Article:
• If the task needs to be done in stages, record each stage separately and combine them later.

  • The first version won’t be perfect. It will improve over time with revisions. Apply the Kaizen philosophy of continuous improvement.

  • Decide how you will store the documented systems, either using file storage or systems management software. Create folders for different business departments.

  • Include the following in the system document:

› System title - concise but descriptive, consider search terms › System description - brief, states purpose and outcomes › Relevant links - to videos, templates, resources › Knowledgeable worker - the point of contact › Team members - others trained to do the task

  • Have the systems champion document the steps by watching the video. Make the steps as detailed as needed using sub-bullets and clarifying comments. The goal is for someone with some knowledge to understand what needs to be done.

  • Review the draft system with the knowledgeable worker as they do the task again. Get feedback and make any needed changes. Also have management review for impact on the department and business. Avoid major changes, just capture the current process.

  • Have another team member follow the system, watching the video and asking the knowledgeable worker any questions. This will expose any remaining issues to address. Iterate as needed.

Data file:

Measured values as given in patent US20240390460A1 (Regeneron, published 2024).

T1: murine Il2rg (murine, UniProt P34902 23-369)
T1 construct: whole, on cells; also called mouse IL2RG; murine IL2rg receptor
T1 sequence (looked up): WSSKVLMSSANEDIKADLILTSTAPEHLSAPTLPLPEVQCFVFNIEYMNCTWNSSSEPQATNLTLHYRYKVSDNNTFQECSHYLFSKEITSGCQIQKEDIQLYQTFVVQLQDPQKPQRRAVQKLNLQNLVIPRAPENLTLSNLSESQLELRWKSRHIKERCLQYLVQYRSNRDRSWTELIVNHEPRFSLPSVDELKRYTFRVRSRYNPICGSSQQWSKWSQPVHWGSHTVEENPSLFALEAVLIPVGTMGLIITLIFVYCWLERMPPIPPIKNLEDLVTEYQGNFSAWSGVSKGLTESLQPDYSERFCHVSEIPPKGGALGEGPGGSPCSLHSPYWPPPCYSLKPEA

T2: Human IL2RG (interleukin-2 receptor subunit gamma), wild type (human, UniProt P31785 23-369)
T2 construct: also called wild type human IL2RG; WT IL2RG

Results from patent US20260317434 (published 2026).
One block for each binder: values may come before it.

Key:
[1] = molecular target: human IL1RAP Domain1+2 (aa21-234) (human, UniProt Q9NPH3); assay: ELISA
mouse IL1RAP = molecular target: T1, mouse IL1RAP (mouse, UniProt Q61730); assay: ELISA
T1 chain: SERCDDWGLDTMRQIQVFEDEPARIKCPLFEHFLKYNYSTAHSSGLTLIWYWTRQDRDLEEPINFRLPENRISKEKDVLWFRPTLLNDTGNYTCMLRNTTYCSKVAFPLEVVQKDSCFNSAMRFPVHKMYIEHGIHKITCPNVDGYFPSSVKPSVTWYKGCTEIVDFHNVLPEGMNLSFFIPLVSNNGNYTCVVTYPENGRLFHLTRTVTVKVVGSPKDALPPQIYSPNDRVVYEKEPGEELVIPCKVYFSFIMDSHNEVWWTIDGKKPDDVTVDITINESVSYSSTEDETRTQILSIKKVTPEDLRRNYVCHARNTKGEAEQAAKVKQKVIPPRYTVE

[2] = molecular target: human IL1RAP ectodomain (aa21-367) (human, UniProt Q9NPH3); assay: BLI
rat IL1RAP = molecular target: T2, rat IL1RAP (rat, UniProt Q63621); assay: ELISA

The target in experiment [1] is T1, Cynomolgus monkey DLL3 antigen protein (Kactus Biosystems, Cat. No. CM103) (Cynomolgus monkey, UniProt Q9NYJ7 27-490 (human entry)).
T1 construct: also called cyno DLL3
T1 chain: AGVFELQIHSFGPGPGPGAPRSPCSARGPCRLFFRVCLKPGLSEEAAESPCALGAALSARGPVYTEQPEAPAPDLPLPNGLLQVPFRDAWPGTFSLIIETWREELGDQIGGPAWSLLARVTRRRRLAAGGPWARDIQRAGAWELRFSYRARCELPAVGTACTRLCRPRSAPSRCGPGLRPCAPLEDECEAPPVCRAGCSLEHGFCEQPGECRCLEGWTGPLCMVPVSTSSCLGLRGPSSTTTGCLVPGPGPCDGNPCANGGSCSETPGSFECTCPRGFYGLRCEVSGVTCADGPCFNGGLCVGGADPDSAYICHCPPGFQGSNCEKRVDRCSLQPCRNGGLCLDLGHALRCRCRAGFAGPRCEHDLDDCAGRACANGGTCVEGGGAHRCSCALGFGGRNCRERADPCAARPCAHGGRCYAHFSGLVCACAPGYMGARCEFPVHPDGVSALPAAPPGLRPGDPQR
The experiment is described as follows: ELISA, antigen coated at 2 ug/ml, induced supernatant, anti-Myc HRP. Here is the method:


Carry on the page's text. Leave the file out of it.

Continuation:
• Once refined, the system can be used to cross-train more team members. This builds redundancy and addresses key person dependency.

    Here's a summary of the key points:

• Systems-centered businesses are more valuable because their success can be replicated. They are less reliant on the owners and can be franchised or sold.

• Software alone will not systematize a business. Well-documented processes and a culture where systems are followed are more important.

• Systems documentation and project management should be kept separate. Systems provide the framework, while project management deals with specific initiatives.

• The most common mistake when automating workflows is skipping the documentation step. Software requires well-defined processes to be effective.

• The business in the example, Planet 13, became a successful franchise by developing simple but effective systems, not expensive software. Documentation, training, and culture were the priorities.

• Systems are assets that add value because they make a business replicable and less reliant on specific individuals.